President Franklin D. Roosevelt, a frequent visitor to the mountaintop during his presidency, noted that "Monticello appeals to me as an expression of the personality of its builder. . . . In the very furnishings which Jefferson devised on his own drawing board. . . there speaks ready capacity for detail, and above all, creative genius."
Jefferson's Bedroom contains many examples of his creative genius and obsession with the details of Monticello. The obelisk clock at the foot of his bed, for instance, was made according to Jefferson's design, as were the curtains at his windows, and the counterpane on his bed.
Jefferson saw alcove beds during his years in France, and admired the space-saving qualities of these beds built into walls. Upon his return from Europe, Jefferson redesigned Monticello, adding at least one alcove (and sometimes two) in every bedroom. A continual innovator, he varied the design for his own bed, leaving both sides open to loosely connect his bedroom with his study. He also saved space by placing closets in the walls over his and other beds. His closet -- which has openings for air and light -- was accessible via a small ladder kept at the head of the bed.
Jefferson maximized natural lighting throughout the house. His private rooms, like the others on the first floor, feature large triple-sash windows. The bottom two portions may be raised to form a doorway, or the bottom sash can be raised, the top lowered, to encourage cross-ventilation. Sky-lights flood Jefferson's Bedroom and the Dining Room with light, and third-floor bedrooms at Monticello are lit exclusively with sky-lights. In many rooms, such as Jefferson's Bedroom and the Parlor, strategically placed mirrors maximize light from both windows and candles.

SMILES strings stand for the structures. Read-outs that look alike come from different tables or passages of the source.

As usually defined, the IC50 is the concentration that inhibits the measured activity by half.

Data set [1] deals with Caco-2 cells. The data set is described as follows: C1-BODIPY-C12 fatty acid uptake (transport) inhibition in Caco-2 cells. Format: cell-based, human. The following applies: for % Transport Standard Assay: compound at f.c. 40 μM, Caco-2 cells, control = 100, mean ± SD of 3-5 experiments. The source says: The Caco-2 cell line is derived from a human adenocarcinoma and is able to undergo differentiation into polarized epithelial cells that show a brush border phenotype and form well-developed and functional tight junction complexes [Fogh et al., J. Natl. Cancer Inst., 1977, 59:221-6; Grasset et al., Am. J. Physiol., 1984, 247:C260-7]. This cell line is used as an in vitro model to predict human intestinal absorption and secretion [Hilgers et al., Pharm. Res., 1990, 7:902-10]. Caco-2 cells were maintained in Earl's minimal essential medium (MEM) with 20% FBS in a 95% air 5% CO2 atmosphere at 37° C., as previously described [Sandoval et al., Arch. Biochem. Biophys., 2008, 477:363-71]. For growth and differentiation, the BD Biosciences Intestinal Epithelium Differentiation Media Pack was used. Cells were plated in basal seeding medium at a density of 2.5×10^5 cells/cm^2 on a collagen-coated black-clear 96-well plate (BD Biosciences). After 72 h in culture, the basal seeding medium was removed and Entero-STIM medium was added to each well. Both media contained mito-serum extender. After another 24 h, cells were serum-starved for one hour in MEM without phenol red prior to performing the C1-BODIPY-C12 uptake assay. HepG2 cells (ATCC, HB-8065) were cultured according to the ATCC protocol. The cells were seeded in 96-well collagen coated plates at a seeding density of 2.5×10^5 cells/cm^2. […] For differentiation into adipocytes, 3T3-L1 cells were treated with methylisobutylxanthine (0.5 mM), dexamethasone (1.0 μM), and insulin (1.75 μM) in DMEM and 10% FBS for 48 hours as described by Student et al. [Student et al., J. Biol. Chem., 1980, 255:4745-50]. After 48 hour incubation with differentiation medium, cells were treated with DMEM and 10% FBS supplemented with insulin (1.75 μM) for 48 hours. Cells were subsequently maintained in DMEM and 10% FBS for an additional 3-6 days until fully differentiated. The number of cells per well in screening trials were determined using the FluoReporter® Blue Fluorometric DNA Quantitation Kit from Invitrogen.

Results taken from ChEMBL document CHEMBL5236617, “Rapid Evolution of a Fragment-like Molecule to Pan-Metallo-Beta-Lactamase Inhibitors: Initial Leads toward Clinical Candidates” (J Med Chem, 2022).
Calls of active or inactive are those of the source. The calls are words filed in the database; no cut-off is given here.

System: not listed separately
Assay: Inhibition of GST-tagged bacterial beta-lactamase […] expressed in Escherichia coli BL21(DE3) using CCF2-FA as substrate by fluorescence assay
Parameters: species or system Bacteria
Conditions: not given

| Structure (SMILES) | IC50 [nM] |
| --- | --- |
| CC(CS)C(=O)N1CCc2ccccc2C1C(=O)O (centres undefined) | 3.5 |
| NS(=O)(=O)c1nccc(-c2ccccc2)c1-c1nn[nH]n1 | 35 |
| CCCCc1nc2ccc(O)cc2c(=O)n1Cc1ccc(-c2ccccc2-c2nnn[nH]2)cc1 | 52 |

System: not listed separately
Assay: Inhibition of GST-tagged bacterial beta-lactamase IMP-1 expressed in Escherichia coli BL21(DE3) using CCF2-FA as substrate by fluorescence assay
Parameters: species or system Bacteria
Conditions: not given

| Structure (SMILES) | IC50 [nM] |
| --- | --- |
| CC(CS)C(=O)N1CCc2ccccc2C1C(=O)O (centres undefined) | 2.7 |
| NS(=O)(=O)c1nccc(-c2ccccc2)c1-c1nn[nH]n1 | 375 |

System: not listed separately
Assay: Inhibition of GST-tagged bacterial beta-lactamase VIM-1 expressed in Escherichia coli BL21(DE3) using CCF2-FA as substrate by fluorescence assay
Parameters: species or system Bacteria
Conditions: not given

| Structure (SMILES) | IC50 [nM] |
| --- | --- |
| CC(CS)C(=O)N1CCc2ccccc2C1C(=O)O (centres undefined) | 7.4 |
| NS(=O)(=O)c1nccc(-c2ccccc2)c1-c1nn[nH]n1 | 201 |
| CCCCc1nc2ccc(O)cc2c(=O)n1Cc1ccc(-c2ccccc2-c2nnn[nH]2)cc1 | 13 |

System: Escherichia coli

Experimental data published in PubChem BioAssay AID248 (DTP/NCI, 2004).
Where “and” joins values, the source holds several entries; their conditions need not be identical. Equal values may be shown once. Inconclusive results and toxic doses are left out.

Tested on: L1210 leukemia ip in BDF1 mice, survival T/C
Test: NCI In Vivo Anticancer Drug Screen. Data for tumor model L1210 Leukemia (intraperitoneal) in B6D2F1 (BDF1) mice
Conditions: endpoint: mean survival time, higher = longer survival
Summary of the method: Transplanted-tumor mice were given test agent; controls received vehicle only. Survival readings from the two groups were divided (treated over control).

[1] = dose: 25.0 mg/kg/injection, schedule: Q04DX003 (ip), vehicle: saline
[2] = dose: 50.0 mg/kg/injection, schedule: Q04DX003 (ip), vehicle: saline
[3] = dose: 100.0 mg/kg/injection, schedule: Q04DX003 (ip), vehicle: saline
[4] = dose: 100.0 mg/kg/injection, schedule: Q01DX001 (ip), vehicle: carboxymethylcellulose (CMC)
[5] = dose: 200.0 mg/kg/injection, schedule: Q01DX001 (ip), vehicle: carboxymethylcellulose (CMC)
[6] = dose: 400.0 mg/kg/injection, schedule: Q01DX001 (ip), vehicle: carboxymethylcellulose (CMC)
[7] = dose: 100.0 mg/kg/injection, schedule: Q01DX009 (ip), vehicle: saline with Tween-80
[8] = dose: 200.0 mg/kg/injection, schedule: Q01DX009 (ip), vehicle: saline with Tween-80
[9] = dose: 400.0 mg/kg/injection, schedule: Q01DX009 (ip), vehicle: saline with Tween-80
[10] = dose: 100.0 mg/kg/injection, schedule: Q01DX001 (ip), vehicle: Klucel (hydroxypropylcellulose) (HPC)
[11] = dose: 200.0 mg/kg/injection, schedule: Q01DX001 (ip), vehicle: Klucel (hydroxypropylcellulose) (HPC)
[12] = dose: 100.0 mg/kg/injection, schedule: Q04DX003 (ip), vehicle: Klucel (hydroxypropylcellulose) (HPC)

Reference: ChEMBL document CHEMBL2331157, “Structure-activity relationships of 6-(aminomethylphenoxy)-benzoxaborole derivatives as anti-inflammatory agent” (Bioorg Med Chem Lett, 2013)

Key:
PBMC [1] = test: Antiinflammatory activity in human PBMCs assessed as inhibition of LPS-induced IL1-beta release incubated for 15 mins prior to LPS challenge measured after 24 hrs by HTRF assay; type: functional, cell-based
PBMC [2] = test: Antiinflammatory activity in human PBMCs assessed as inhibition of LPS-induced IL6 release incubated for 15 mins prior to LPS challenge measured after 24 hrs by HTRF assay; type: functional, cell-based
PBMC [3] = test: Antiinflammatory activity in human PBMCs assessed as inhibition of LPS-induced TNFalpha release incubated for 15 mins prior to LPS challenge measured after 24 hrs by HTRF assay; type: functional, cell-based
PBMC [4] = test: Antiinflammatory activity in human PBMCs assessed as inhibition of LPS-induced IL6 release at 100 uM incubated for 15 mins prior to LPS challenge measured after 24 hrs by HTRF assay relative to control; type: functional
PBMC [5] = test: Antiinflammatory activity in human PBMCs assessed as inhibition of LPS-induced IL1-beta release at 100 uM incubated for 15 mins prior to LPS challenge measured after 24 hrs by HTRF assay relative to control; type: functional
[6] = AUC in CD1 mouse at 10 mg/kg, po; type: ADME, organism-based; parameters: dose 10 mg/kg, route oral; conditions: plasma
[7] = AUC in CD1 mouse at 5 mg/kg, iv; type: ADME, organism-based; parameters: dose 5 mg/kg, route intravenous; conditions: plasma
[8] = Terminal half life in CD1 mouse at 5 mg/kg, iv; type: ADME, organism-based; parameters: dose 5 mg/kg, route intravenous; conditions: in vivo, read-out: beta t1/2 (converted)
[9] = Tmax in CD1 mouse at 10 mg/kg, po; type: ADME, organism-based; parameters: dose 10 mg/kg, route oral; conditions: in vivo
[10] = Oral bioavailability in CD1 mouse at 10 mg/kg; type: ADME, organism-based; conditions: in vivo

Perhaps Monticello is best known, however, for the way in which Jefferson designed his house "with a greater eye to convenience." Just as Jefferson's closet once featured an innovative "turning machine" which held his clothes, other rooms in the house contain similar devices. The Dining Room, located directly over the wine cellar, contains two dumbwaiters which carry wine up from the basement. The Parlor has a set of "magic" doors, so that as one door opens or closes, the other follows automatically. And the Cabinet, in which Jefferson wrote letters, performed scientific experiments, and designed buildings, was filled with state-of-the-art devices, including a copying machine, to help him in his work. Other sections in this "Day in the Life" narrative focus on the Dining Room, Parlor, and Cabinet.